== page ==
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Contact Us & Terms

If you desire to contact Poster Plakat, please email: If you are interested in exhibiting posters from the Collection, email the name of your organization, a contact person and phone number, and provide a general description of the exhibit you are considering. With over 1,000 posters, we have ability to handle a large variety of exhibits related to the Soviet Union and its satellite nations.


All images and posters used herein on Poster are considered to be in the public domain, however, posters exhibited on this website are the property of Poster Plakat and so proper credit should be accorded to this website if you decide to use any poster image. We ask that you please accord credit as follows: “Poster image provided by Poster”.


On, transliteration of Russian Cyrillic into the English language mostly follows the U.S. Library of Congress standard. However, there are instances when the standard does not conform to familiar transliterations repeatedly seen in public sources.

Exceptions are as follows: Cyrillic "e" and "ë" are transliterated "e" for both characters.
For "и" and " й " both Cyrillic letters are transliterated as "i". An example is the surname Добровольский transliterated as “Dobrovol’skii”. Other deviations occur with the surname Корецкий. Both “Koretsky” and “Koretskii” are used on Poster Regarding the city of Kiev, the site uses the "ie" spelling instead of “Kyiv”.

The Russian alphabet was altered in 1917-18 when Soviet authorities removed four letters: i (Decimal i), ѳ (Fita), ѣ (Yat) and ѵ (Izhitsa). These letters appear rarely, if at all, in posters of the Soviet era. One exception is the hard sign "ъ" (Tverdyi znak) used at the end of a word when it followed a non-palatal consonant. While the hard sign often had no effect on pronunciation it was removed but then re-admitted in the 1920s.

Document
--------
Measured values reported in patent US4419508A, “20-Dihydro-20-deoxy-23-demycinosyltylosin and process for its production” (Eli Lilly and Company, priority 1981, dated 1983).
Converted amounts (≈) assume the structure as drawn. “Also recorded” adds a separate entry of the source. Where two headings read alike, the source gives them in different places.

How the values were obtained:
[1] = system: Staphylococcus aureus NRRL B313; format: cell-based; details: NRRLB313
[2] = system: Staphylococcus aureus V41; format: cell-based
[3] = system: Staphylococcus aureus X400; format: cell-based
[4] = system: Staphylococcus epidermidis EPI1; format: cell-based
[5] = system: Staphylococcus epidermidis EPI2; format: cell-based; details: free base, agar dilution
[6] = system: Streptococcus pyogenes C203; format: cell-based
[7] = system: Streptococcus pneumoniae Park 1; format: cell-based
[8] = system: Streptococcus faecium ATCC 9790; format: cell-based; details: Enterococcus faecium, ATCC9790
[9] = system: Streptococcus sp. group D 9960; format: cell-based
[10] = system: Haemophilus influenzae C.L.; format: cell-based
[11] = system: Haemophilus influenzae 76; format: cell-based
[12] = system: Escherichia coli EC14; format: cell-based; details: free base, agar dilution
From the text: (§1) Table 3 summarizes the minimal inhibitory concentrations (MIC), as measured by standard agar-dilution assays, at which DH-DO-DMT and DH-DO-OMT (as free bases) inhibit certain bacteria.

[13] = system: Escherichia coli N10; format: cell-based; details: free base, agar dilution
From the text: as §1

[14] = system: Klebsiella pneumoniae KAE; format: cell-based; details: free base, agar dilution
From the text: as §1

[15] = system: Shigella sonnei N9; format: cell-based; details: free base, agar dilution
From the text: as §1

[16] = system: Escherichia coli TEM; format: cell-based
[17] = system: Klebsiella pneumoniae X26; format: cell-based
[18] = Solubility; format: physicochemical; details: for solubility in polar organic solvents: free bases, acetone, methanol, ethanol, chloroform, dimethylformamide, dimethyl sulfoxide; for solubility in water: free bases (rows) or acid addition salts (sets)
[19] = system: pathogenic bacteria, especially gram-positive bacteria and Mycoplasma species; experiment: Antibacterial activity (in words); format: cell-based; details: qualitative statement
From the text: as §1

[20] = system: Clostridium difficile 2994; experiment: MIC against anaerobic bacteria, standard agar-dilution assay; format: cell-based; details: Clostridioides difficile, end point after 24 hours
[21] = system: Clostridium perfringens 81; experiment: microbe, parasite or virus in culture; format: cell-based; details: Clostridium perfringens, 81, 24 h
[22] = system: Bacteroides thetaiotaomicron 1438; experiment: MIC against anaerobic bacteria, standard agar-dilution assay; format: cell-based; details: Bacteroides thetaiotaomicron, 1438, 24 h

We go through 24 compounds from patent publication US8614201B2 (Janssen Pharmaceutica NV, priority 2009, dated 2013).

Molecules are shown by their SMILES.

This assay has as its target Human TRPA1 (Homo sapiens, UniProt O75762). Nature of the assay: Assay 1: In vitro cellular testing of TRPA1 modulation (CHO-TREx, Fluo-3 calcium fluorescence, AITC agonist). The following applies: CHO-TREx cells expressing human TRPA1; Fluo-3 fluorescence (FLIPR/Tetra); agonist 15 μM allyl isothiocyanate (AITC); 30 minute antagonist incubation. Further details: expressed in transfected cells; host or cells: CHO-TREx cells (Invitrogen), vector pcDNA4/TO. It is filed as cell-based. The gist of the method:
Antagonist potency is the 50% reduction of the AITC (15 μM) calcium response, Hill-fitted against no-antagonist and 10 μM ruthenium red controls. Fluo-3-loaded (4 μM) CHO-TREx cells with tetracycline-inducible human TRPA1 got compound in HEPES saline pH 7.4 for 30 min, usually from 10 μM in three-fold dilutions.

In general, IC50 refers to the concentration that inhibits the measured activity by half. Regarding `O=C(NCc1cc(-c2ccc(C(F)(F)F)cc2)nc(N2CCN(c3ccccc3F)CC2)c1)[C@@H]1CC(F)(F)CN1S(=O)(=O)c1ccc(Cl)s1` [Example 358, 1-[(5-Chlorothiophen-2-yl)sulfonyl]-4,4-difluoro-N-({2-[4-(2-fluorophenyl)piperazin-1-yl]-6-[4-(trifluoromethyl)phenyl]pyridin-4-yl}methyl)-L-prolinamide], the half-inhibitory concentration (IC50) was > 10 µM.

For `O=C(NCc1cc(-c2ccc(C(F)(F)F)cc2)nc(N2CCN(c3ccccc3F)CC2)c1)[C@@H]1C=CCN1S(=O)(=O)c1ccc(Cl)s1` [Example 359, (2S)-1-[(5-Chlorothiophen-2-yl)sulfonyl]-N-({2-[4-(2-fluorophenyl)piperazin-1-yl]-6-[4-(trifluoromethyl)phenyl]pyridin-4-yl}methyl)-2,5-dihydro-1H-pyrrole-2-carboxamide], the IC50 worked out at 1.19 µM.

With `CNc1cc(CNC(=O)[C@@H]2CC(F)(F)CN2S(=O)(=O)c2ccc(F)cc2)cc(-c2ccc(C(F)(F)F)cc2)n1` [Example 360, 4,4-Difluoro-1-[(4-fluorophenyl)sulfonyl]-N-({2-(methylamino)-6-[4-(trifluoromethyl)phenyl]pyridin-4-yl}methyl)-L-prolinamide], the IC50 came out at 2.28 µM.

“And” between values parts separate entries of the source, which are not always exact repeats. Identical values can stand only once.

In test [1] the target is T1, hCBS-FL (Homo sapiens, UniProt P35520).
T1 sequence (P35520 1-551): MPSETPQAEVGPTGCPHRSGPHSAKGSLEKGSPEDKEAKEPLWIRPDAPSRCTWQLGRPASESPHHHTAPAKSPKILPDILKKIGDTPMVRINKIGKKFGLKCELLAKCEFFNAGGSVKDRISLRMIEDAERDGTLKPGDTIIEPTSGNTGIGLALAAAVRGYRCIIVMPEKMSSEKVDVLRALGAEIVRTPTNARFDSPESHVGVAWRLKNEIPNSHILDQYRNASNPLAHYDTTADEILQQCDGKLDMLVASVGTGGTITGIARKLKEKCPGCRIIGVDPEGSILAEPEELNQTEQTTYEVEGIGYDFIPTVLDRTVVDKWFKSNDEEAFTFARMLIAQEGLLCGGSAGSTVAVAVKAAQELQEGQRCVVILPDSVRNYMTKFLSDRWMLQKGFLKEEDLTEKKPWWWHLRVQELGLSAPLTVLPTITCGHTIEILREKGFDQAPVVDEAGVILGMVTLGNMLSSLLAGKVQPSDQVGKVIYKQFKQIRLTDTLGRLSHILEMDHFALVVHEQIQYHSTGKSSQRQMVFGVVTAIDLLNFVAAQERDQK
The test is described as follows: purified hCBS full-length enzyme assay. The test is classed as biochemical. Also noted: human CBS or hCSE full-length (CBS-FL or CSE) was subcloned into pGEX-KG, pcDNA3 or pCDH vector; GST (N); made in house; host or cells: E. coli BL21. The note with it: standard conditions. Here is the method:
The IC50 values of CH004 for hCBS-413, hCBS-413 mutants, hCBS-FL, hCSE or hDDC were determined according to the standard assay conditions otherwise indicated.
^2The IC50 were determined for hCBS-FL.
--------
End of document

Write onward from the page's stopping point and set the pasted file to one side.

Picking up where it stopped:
While orthographic reform may appear outwardly political (although talk of reform preceded Soviet rule) there was an element of practicality in reforming the alphabet as it applied to economics. Time and labor was spent on proofreading and so the removal of some characters reduced paper cost. A savings of up to 6 percent was estimated by Soviet-era printers using the new reform verses the old orthography. Thus, paper shortage situations, common in early Soviet Russia, benefited from a reduction in page output.


The majority of posters in the collection have been translated into English. Where 'translation pending' is seen, this indicates the poster has yet to be translated or a full translation has yet to be completed. The site visitor may occasionally see the term 'partial translation only' on posters where text was atypically long. Poster thanks following people who provided English language translations for this website: Mollie Arbuthnot; Maria Cantarin, MA; Aaron T. Hale-Dorrell, PhD; Yevgeny Fedotkin, PhD; Mart Jalakas, MD; Masha Kowell, PhD; Reza Nazir; Susan Pezzino, MA.


Where citations of works consulted have been introduced, Poster Plakat follows the seventh edition style guide of the American Psychological Association (APA).